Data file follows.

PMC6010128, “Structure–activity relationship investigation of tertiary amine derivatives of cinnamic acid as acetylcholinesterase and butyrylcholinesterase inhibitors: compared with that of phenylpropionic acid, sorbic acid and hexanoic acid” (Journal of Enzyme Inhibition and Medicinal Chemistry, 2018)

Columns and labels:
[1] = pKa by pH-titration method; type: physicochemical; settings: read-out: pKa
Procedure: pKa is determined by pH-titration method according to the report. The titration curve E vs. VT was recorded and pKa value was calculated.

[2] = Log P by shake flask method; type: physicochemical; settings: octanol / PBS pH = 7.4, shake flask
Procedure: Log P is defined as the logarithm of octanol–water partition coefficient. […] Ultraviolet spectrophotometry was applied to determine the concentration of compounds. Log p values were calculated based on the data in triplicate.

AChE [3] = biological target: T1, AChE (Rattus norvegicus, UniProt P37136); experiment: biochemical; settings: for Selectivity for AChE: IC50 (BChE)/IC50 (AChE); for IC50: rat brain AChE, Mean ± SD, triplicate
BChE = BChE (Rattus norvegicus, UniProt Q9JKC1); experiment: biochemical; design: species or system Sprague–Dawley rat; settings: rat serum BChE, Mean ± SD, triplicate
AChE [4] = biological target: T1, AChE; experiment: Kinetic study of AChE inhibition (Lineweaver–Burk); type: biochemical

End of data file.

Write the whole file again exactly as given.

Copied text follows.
PMC6010128, “Structure–activity relationship investigation of tertiary amine derivatives of cinnamic acid as acetylcholinesterase and butyrylcholinesterase inhibitors: compared with that of phenylpropionic acid, sorbic acid and hexanoic acid” (Journal of Enzyme Inhibition and Medicinal Chemistry, 2018)

Columns and labels:
[1] = pKa by pH-titration method; type: physicochemical; settings: read-out: pKa
Procedure: pKa is determined by pH-titration method according to the report. The titration curve E vs. VT was recorded and pKa value was calculated.

[2] = Log P by shake flask method; type: physicochemical; settings: octanol / PBS pH = 7.4, shake flask
Procedure: Log P is defined as the logarithm of octanol–water partition coefficient. […] Ultraviolet spectrophotometry was applied to determine the concentration of compounds. Log p values were calculated based on the data in triplicate.

AChE [3] = biological target: T1, AChE (Rattus norvegicus, UniProt P37136); experiment: biochemical; settings: for Selectivity for AChE: IC50 (BChE)/IC50 (AChE); for IC50: rat brain AChE, Mean ± SD, triplicate
BChE = BChE (Rattus norvegicus, UniProt Q9JKC1); experiment: biochemical; design: species or system Sprague–Dawley rat; settings: rat serum BChE, Mean ± SD, triplicate
AChE [4] = biological target: T1, AChE; experiment: Kinetic study of AChE inhibition (Lineweaver–Burk); type: biochemical